Hands down, Father's Day rocked this year. Topher and I invited both of our families over for a picnic and I got to spend time with almost all the dads in our family. The weather was perfect. And, the picnic food wasn't too bad either! Plus Topher's present was a surprise - a trip to a Pirates baseball game this summer. (If you follow baseball, he's probably the last Pirate fan standing)
With all that fun - I've got family on the brain. Which is cool because one of my all-time favorite cookie projects of my life is my Cookie Family Tree!
I made this cookie project for my daughter's birthday.
Here we are that day with her birthday cake - decorated of course with cookies!
I decided to do the Cookie Family Tree Project because we were expecting our entire family to join us for the party! I thought it would be the perfect time to surprise everyone with a cookie of themselves. And boy was it ever a surprise! I just LOVED watching everyone discover their cookie - especially since there were a few neat details to each cookie. This project was done LAST September. So we've all changed a little since then: our hair looks different, some of us have lost weight, some of us have gained a little (*cough cough*), and a few other differences....but for the most part - this is still our nutty family. Yes, we are all a little nuts. That's why I love us so much!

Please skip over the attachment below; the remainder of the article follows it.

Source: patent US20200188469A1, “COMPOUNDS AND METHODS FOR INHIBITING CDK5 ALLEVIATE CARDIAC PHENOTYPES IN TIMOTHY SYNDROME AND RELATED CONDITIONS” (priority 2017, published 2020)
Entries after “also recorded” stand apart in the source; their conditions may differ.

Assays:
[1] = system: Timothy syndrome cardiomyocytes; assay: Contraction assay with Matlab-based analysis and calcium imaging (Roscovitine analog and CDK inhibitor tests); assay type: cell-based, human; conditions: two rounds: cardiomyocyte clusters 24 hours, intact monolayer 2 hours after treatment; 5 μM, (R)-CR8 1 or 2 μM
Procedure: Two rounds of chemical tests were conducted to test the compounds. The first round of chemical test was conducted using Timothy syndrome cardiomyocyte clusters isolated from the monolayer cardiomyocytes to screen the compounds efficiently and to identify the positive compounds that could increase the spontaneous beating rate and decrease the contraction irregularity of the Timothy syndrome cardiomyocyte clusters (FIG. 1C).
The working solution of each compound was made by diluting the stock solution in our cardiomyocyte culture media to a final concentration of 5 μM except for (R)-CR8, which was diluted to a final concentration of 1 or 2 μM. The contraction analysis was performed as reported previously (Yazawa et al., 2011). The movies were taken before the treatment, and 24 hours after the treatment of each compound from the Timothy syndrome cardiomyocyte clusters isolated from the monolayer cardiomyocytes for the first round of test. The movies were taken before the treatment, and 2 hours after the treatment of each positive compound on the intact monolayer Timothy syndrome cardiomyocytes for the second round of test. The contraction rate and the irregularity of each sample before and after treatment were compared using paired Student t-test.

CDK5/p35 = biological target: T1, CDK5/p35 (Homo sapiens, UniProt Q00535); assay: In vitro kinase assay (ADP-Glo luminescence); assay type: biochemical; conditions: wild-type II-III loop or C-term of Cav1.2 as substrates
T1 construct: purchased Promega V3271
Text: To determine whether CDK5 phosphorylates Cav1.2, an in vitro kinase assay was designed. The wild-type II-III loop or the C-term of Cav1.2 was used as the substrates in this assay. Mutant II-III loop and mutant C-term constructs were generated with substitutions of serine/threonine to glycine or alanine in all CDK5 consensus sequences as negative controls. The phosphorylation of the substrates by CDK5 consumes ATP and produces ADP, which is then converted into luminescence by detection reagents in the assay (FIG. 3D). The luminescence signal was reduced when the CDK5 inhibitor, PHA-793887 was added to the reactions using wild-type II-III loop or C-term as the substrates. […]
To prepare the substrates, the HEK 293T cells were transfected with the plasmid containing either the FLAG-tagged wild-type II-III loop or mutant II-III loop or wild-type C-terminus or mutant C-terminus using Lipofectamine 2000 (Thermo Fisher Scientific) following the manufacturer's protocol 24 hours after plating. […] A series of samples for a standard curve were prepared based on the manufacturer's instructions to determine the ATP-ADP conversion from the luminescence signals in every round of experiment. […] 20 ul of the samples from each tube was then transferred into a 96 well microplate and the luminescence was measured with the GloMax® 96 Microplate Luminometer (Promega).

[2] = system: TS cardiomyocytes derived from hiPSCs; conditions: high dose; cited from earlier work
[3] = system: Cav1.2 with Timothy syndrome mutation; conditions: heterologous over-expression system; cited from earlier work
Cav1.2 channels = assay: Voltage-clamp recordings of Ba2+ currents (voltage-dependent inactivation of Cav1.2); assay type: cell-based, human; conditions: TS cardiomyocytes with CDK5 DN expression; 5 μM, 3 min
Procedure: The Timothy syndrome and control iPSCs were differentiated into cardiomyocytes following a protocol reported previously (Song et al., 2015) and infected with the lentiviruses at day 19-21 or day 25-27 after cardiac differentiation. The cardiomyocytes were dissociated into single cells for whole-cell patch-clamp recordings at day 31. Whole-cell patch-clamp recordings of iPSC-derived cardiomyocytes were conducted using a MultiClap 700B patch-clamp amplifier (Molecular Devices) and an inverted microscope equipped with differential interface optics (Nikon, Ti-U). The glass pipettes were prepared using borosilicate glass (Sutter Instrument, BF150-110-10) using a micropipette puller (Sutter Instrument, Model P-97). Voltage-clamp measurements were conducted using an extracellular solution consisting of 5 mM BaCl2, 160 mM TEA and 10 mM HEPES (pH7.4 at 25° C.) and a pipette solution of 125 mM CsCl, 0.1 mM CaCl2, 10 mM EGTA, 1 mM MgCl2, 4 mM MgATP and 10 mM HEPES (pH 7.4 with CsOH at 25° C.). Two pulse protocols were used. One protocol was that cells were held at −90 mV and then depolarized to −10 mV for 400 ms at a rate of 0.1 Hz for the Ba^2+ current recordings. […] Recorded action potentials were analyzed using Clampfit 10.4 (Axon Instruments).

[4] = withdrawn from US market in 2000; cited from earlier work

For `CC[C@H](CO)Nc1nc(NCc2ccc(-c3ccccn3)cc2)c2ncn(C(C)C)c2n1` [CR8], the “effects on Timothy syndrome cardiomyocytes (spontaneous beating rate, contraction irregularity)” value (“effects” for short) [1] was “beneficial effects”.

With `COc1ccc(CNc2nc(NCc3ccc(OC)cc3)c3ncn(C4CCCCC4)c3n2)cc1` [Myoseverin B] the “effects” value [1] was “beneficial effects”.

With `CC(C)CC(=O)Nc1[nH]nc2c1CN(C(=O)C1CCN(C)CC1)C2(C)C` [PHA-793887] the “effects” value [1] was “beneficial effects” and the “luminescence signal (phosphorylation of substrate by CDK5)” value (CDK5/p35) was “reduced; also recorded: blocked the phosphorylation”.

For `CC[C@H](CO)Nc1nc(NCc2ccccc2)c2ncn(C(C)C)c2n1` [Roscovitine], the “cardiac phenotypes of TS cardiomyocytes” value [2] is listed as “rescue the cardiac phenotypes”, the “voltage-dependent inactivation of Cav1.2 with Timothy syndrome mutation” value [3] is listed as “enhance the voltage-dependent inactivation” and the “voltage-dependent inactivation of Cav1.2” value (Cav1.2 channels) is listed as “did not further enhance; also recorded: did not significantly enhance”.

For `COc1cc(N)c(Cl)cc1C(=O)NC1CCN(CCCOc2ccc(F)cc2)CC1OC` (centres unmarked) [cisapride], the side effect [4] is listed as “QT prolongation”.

This blog post is PART ONE of THREE. Over the next week, I plan to show you in detail how I created my Cookie Family Tree...
Today - I'll focus on the inspiration and planning of the project. Then with my next post, I'll go into a little detail about how I created each person's cookie and show you a few close-up pictures of each family. Finally, with the last post, I'll focus on each person's 'accessory'!
First, I must give props where props are due. I got the idea for this project from the wonderful book, 'Hello, Cupcake' created by Karen Tack & Alan Richardson. You can buy a copy in just about every bookstore and online. Recently, they released a second, and just-as-amazing, book called 'What's New, Cupcake'! Their creativity is mind-blowing!